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“We all start this way”:
Life’s beginning, through a microscope

“We all start this way”:
Life’s beginning, through a microscope

Every time a living cell divides, it’s a microscopic miracle. That miracle, multiplied by a million, is what you can see in this short film by Jan van IJken, as he invites us to see a new life in the making: a baby salamander growing inside its own egg. Scroll down to watch the full film.

A single golden orb floats in the darkness. Then it splits in two. Then four, then eight. Soon there are too many to count. The cells migrate and clump together, forming eyes, a spine, skin. A heart suddenly starts beating. Blood flows through veins. Filmed under a microscope, this is the invisible beginning of life made visible by Dutch documentary maker Jan van IJken in his short film Becoming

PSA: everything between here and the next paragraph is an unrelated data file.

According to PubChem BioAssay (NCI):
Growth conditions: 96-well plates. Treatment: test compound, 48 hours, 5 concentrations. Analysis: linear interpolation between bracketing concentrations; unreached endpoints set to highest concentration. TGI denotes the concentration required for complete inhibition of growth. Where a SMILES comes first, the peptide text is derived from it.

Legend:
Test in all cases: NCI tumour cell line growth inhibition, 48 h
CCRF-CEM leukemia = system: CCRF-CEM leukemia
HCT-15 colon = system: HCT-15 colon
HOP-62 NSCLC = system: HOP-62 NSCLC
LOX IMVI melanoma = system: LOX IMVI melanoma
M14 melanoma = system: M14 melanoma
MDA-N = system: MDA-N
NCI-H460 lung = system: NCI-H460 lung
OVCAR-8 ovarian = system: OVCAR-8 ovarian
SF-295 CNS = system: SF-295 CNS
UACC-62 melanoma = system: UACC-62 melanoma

In just six minutes we see an Alpine newt embryo developing from that first fertilised cell into a complete new living being, ready to enter the world.

“I made this film to capture the origin of animal life,” Van IJken says. And in watching these earliest moments of life materialise in front of our eyes, we can truly appreciate how universal this process is, shaping each of the 2 million species of animals that inhabit our planet.

“We all start off this way,” Van IJken reminds us. “We are a tiny part of the ecosystem. Maybe it’s time to change our mind a little bit, not consider ourselves the centre of the world – and be a bit more humble.”

Secrets of nature up close

With an endless fascination for nature, Jan van IJken zooms in on life in its many awe-inspiring forms, including a special project on the otherworldly beauty of microscopic plankton.

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